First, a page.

- black and white thinking “I didn’t do as well as I wanted so I am a failure”,
- overgeneralising “I always make mistakes”,
- mental filter where we literally filter out the positive things and focus on the negative,
- disqualifying the positive, “that doesn’t count because someone helped me”,
- jumping to conclusions by either mind reading “this person really doesn’t like me and doesn’t want to speak to me” or by fortune telling “I will never get the career I want”,
- should statements where we criticise ourselves somehow, “I should have gone to the gym” or “I should do better”,
- personalisation where we fully take the blame or responsibility for something that is actually shared, labelling “I’m ugly, I am useless, I am worthless”,
- catastrophizing where we blow things out of proportion
- and lastly emotional reasoning where we are led by our emotions and think that because we feel a certain way, then what we thought must be true. So for example if we feel guilty then we assume we must have done something terrible.
All of these thoughts are so relatable because we all have them, and we probably have some thoughts more than others because they are habitual.
The good news is that we can do something about unhelpful thoughts to try and balance them. The first thing is simply to become aware of ourselves when we are thinking this way and to name it. All of these thinking styles are unhelpful and biased because they are not taking in all of the information available to us about a situation.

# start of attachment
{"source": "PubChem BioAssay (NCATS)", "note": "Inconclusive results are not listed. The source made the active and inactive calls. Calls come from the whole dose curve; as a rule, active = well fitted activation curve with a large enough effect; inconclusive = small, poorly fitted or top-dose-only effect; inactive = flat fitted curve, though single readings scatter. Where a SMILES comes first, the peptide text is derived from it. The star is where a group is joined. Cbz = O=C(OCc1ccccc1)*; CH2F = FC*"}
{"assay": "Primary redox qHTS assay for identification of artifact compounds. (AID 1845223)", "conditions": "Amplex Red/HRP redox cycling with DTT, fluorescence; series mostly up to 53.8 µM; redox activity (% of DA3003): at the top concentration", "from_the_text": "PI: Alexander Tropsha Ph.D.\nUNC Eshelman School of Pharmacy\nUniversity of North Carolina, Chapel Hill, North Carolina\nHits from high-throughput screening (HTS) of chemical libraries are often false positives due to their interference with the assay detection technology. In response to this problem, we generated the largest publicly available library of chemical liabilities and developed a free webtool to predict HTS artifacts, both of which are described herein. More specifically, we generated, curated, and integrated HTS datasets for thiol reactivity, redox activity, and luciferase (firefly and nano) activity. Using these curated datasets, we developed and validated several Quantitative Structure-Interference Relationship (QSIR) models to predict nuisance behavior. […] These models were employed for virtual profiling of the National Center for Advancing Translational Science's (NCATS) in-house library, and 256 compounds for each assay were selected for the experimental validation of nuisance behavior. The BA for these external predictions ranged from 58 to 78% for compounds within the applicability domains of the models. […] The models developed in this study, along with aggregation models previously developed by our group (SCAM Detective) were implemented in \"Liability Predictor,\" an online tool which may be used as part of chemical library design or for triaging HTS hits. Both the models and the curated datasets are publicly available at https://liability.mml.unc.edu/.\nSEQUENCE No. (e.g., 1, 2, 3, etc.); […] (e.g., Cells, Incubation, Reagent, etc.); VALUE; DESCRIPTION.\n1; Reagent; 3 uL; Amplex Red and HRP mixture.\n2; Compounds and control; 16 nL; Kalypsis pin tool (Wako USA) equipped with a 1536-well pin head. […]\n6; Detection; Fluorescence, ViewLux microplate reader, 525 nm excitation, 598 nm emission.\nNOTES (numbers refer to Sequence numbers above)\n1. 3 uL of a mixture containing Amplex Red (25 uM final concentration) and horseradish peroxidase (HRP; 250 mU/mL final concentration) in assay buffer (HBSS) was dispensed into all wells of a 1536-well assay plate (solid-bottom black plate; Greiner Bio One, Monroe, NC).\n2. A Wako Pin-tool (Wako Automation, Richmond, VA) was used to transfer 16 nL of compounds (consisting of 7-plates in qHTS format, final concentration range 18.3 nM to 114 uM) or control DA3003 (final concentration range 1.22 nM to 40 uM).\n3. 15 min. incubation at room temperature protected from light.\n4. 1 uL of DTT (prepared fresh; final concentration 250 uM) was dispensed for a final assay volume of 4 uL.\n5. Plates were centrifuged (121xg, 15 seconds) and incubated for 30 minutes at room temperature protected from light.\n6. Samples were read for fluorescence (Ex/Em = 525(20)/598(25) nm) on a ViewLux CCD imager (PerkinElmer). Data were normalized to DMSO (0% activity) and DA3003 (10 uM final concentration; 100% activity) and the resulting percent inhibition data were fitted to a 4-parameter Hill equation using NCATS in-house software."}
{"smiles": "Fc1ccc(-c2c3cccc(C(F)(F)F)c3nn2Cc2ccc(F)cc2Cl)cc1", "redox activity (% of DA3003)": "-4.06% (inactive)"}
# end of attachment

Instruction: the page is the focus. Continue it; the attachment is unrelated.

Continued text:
Ask yourself, what is the evidence for this thought? What are the facts? And then, what are the facts which go against this? Is there any past experience that tells me this is not true? Are there any alternative explanations based on all the facts? What would I say to my best friend if they came to me with this? Is there a more balanced way of thinking? And for when the truth is hard to get to, simply, what would be a more helpful way to interpret this?
After you have reframed, evaluated and balanced your thinking, now ask yourself, what can I now do that is more in line with my new way of thinking and my new perspective? So for example, if I think no one likes me I am unlikely to go to the party I am invited to, however if I am able to reframe my perspective to, I’m new and I haven’t had a chance to form good relationships yet, then I will probably go and then the likelihood is that I will get more evidence to confirm the new way of thinking.
Like with anything, the more you practice this technique, the better you’ll get at it. If you feel too upset in the moment to reframe your thought, you can always write it down and come back to it later.
You can find free resources about everything I’ve mentioned on getselfhelp.co.uk
MyNeedToLive Guest Blogger
Bio: I’m Angelica Miia and I am a trainee Clinical Psychologist and a professionally accredited Cognitive Behavioural Therapist working for the NHS. I am 29 years old and am married with two Bengal cats. I write about wellbeing on Instagram at @angelicamiia